Rapee Sucharitakul, secretary general of SEC
Rapee Sucharitakul, secretary general of SEC

New agency proposed to spur growth in fintech startups

Economy February 15, 2018 01:00

By WICHIT CHAITRONG
THE NATION

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REGULATORS plan to offer financial and other privileges to aid the development of financial technology (fintech) startup ventures.



Elsewhere in the fast-moving technology sector, the regulators also say they will soon put in place clear rules aimed at protecting those who buy into initial coin offerings (ICOs) and make other types of investments in cryptocurrencies.

The Finance Ministry said it planned to create an institution for financial innovation and technology to provide financial support to fintech startups, along with other privileges.

Speaking at a fintech forum hosted by the Thai Fintech Association yesterday, Somchai Sujjapongse, permanent secretary for finance, said the ministry would this year propose to the Cabinet that the new institution to foster growth of fintech startups be set up, backed by investment of Bt500 million.

The proposed institution would select startups that have good ideas to develop new financial services. Those selected enterprises would be given training, advice and office space to work in, he said.

Their products would be nurtured in an experimental sandbox regulated by the Bank of Thailand, the Securities and Exchange Commission (SEC) or other regulators. If they pass the experimental test, the startup founders would likely to get funding from venture capital or angel investors, Somchai said.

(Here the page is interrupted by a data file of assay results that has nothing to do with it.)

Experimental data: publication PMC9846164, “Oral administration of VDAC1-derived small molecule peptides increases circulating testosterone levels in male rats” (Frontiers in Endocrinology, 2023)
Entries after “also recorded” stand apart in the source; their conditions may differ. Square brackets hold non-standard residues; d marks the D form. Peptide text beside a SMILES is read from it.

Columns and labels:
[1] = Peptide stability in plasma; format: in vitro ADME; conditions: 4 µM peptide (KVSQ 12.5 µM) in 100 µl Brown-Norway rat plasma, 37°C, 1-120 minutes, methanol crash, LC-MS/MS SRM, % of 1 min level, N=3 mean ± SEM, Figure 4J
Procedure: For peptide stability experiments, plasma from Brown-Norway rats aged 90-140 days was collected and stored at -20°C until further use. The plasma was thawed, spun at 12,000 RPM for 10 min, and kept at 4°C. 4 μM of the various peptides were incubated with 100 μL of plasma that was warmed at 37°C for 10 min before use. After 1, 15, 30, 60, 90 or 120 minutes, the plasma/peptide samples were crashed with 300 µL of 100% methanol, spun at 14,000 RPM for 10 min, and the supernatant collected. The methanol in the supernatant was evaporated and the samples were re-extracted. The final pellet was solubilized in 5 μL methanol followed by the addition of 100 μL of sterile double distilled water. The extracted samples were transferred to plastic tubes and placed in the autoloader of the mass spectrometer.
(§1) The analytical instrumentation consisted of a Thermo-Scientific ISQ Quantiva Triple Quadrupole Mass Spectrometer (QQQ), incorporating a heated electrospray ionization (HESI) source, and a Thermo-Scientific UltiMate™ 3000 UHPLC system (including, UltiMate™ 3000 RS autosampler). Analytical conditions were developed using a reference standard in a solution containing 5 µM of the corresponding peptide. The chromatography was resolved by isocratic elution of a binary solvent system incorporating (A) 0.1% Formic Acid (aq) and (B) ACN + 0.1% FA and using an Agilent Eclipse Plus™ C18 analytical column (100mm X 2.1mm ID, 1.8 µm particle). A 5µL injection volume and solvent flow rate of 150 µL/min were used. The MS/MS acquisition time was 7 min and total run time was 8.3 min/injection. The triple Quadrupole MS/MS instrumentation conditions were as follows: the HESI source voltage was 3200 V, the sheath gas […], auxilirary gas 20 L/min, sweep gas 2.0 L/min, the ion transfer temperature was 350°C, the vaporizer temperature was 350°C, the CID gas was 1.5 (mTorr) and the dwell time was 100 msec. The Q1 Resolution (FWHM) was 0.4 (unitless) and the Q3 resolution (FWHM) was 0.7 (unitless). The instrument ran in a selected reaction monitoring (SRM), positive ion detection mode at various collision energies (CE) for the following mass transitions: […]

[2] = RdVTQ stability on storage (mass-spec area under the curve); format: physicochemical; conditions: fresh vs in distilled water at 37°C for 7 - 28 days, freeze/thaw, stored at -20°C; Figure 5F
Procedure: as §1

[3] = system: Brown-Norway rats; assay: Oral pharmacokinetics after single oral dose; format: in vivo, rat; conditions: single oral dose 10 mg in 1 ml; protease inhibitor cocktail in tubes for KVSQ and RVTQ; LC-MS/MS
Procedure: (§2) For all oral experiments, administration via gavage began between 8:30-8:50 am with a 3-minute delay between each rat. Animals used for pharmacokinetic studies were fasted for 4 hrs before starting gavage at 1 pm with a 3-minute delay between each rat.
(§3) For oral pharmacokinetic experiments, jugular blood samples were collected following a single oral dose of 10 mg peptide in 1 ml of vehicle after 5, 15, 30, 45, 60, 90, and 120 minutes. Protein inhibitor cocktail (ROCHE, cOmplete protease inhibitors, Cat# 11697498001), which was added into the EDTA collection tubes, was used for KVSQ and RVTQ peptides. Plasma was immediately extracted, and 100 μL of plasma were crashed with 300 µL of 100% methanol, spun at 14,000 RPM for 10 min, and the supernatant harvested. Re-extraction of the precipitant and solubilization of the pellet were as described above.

Regarding ICOs, Rapee Sucharitakul, secretary general of SEC, said that companies wanting to raise funds through this new mechanism were free to do so, as there were no regulatory barriers to his form of fundraising.

 However, the SEC would over the next two months put in place regulations to govern ICO activity. This will ensure that the interests of investors are protected, Rapee said.

The regulations would specify what type of companies can hold an ICO, and that such issuers need not be listed companies.

Rapee said that ICO issuers must disclose accurate information to investors. They also have to make clear to investors what the raised funds would be used for.

As fundraisings via ICO involve cryptocurrencies, he said regulators need to introduce regulations that governed the use of these digital currencies.

Rapee said Finance Minister Apisak Tantivorawong had assigned the Finance Ministry, the SEC, the BOT and Anti Money Laundering Office to draft regulations concerning cryptocurrencies. This process was expected to be completed in the next three weeks, he said.

The BOT has voiced its concerns over the risks associated with cryptocurrencies and has sought cooperation from commercial banks to not engage in transactions involving them.

The central bank is worried about the prospect of financial fraud arising from an absence of regulations governing the digital currencies.

However, Rapee said institutions or investors could enter into transactions involving the virtual currencies.